Human relationships have really been tested during the pandemic, especially getting through long periods of sheltering in place. Living under the same roof with others day after day, week after week, and month after month has been the “ultimate challenge” for many of us.
After almost five months adapting to a foreseeable new normal, we’ve all had a chance to learn more about ourselves and each other – and what we are made of when put to the test. As a result, do we love our housemates more in the time of coronavirus -- or not? Will we be able to cope long term?
This all made me think about how other communities around the world have managed long-term isolation. In particular, I recalled my visit to a small folk museum in Pays-d’-Enhaut, Switzerland, a tiny valley in the lower Alps. Eighteenth century art and artefacts opened my eyes to a resourceful and forward-thinking group of villagers who lived far above the main town in the flatlands around Lake Geneva. Snow during winters blocked roads to the town forcing them to be sequestered in the mountains. The isolation, though, didn’t dampen their spirits – evidenced with displays of papercut art; lace making; basket weaving; metal works; and wood carving, including eating utensils made for each member of the family (an interesting thought for Covid times). Even clockmaking took place in other villages in the Alps.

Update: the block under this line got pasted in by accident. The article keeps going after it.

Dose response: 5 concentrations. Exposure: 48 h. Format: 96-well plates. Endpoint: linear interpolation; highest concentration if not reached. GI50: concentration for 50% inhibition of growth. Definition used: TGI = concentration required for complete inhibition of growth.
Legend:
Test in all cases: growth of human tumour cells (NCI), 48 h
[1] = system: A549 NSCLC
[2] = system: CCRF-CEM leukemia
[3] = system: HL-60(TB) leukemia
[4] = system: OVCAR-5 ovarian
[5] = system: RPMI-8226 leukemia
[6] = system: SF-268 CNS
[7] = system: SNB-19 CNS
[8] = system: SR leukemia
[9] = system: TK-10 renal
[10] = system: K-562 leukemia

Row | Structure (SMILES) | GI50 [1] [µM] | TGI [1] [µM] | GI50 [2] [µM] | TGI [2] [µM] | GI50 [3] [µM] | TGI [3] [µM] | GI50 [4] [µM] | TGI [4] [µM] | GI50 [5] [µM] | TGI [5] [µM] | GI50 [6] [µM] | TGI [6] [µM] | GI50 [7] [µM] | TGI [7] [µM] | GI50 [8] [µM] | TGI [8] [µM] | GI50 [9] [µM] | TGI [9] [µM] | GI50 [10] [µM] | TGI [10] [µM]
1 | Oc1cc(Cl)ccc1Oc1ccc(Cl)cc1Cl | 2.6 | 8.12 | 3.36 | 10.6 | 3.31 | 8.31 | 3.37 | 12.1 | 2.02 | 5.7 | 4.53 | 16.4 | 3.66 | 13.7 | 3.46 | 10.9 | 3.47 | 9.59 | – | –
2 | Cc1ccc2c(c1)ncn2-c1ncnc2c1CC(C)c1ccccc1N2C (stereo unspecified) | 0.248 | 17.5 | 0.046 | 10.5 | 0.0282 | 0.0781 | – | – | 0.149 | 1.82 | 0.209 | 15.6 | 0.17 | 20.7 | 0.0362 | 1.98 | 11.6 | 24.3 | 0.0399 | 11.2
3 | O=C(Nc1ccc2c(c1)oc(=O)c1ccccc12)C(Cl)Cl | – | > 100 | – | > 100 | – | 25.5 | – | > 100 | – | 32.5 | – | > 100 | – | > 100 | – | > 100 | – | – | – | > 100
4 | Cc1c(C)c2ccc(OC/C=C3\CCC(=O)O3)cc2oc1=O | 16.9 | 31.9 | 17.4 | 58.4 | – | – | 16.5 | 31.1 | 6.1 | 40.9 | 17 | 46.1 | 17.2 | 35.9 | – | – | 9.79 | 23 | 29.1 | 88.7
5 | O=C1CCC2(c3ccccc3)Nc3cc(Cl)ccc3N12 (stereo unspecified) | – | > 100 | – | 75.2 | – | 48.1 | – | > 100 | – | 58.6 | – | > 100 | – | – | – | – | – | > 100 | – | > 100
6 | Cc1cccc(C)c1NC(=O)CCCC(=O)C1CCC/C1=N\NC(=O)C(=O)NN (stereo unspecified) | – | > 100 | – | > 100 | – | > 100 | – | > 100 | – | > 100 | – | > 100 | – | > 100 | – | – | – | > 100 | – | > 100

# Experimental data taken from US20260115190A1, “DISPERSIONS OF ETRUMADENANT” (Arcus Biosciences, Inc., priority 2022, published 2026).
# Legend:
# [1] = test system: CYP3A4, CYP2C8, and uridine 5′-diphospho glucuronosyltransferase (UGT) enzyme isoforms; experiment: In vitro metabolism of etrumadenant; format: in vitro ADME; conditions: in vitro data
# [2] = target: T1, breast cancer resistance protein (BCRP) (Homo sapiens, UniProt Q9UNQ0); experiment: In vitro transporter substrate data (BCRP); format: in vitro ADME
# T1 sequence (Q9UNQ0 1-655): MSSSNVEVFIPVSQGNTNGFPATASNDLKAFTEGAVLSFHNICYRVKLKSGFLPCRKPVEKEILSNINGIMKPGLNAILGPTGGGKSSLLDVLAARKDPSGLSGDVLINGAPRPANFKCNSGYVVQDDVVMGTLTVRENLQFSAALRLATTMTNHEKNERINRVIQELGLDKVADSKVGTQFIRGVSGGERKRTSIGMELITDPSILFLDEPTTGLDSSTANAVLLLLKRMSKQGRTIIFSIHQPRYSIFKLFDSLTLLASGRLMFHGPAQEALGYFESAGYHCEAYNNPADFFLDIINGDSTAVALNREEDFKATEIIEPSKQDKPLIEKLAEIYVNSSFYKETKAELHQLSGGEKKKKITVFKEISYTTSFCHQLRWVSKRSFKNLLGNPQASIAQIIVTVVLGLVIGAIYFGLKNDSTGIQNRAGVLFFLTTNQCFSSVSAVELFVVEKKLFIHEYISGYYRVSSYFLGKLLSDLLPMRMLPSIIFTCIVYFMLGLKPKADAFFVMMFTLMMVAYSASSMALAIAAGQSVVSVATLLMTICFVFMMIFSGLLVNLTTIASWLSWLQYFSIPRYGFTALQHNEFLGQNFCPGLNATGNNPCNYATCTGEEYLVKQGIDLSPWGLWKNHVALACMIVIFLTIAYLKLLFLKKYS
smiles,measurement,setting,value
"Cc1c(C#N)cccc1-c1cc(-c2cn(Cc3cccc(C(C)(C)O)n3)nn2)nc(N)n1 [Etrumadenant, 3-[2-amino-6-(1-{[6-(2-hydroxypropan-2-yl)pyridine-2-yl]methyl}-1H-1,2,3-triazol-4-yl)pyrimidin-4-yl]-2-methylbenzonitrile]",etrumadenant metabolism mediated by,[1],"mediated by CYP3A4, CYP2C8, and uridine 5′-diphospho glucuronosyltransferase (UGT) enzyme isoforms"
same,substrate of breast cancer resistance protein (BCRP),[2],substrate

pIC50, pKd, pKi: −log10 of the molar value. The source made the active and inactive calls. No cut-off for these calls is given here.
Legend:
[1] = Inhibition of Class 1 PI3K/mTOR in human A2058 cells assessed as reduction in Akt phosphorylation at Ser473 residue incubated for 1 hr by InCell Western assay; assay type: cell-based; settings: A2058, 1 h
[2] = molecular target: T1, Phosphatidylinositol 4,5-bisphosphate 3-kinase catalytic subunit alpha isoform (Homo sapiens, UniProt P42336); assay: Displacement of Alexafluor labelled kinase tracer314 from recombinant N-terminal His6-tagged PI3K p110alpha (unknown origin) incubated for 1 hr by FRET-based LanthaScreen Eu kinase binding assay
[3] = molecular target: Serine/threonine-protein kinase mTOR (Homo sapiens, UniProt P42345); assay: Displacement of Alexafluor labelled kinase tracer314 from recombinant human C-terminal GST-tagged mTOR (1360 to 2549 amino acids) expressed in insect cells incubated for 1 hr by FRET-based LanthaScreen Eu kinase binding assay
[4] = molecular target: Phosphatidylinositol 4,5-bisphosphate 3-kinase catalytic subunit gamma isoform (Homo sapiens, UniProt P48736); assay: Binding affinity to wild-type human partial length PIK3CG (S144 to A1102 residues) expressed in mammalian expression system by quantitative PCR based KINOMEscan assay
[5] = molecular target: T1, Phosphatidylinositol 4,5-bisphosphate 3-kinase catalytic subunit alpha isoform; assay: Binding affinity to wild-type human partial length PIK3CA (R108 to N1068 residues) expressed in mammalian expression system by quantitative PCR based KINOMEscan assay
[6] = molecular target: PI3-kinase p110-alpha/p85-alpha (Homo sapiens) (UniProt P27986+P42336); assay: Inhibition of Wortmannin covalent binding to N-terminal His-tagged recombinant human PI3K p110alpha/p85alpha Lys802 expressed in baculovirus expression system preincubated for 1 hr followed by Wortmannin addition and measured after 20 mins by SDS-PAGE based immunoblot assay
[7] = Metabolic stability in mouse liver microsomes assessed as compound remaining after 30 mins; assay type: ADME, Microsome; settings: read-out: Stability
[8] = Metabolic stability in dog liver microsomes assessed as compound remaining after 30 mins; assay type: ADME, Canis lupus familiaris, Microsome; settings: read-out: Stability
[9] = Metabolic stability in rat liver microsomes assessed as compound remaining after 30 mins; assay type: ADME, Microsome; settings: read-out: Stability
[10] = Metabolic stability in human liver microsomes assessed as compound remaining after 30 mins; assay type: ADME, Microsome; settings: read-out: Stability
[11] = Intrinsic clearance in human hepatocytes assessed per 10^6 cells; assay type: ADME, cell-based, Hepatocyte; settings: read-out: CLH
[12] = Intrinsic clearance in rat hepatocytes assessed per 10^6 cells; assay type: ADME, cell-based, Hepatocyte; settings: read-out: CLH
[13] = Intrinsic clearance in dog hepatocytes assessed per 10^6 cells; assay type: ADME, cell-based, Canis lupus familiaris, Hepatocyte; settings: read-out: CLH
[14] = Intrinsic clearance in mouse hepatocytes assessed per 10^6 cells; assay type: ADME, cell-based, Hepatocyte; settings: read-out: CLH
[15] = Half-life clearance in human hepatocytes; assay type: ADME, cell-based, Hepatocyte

Delicate papercut art (a popular art form today) originated in this region and became storytelling masterpieces of alpine life: the ceremonial ascent of cows trekking uphill to graze all summer in the herb-rich mountain pastures, making cheese to sell in the town, and busy daily life. The people depicted in papercut art were real people in the villages. And the use of bright colors and lots of hearts indicated a sense of warmth and happiness. Hanging on the wall was an ornate love letter written in calligraphy that piqued my curiosity. So, when I asked Frederic Delachaux, then-tourism director in Pays-d’Enhaut, to translate some parts of the letter, he kindly obliged. Then I blushed.
While the comparison of 18th century life in Swiss mountain villages does not immediately line up with a 21st century pandemic in an American metropolis, the common denominator is how we personally take charge of handling the “loneliness” of isolation. It’s not like we will take up basket weaving, papercut art, or wood carving.
Or will we?